Forced Perspectives – Snippet 10

Vickery took a look back the way they’d come, but he couldn’t see the street from here. He turned to Castine.

She was staring at him wide-eyed. “I thought the ghosts were all gone now! Since we closed the conduit to the Labyrinth!”

“People still die, Ingrid, and as long as particles of indeterminism — that is, free wills, which is to say, people — move rapidly past non-moving particles, like on freeways, the current is going to be generated, and ghosts can…manifest themselves! They do still crop up.”

“And you a Catholic! Consulting the dead!”

Vickery spread his hands. “I don’t consult dead people! They’re in Heaven or Hell or someplace. I consult their ghosts, which aren’t them.”

Castine gave him a disapproving look. “They’re pretty dead, though.”

“Lively sometimes, you gotta admit.”

“But — you don’t talk to them in complete sentences, do you? They’ll get a fix on you, try to switch places with you!”

Vickery shook his head. “They’re not as substantial, not as powerful, as they were last year, when they were plugged into the crazy dynamo of the Labyrinth. It’s like dropping a radio into your bathtub — if it’s just working on its own batteries, not plugged into 120 volts, you’re okay.”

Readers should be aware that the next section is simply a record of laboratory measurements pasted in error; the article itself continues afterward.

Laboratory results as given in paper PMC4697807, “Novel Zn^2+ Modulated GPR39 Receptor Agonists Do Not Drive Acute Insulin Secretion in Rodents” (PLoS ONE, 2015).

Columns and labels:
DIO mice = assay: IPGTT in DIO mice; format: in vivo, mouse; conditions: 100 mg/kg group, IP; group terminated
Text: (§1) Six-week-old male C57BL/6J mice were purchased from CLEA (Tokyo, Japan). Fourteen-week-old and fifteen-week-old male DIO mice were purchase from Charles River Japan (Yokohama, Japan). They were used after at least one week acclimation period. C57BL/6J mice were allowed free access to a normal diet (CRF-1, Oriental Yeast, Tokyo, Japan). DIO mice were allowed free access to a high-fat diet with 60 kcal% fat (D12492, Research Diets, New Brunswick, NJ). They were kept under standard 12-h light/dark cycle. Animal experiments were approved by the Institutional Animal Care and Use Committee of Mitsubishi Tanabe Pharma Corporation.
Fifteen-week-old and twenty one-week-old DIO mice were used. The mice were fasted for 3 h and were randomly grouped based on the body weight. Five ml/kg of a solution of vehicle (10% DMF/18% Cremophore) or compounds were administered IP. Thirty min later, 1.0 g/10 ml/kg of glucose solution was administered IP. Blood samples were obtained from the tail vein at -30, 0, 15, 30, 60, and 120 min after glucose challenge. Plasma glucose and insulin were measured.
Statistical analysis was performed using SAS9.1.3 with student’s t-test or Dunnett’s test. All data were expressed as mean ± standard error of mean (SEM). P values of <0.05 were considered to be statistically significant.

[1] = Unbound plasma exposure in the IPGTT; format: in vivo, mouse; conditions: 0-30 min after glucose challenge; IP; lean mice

Castine shook her head. “Well remember your math anyway. Jeez.”

Vickery smiled and nodded. “Two plus two is four and nothing else. I remember.” The field in which ghosts could appear was one of gross indeterminism, irrationally expanded possibility, and the hard, unyielding logic of mathematics could drive ghosts away — if they paid attention.

“And don’t let them stick their tongues out at you,” she added, for the ghosts they’d encountered last year had been able to quickly extrude their tongues, which were freezingly, incapacitatingly cold.

“I’ve got a chicken-wire screen there, to keep them away from me.” Like the screen in a confessional, he thought — except in this case the figures on both sides of the screen are looking for absolution. “And what have you been doing, back east? Are you still…with the TUA?”

“Oh.” The question seemed to have startled her. “It’s not the same TUA now, it’s been merged into Naval Intelligence — it’s not the agency that killed Eliot, anymore.” Vickery recalled that Eliot had been the name of her fiance, murdered last year by the TUA when it had still been a rogue, antonymous agency. “I do clerical work there. I — after last year, I just want the rest of my life to be…humdrum. Boring, even.” She laughed without smiling. “Socrates said the unconsidered life is not worth living, but that’s what I want. Wanted.”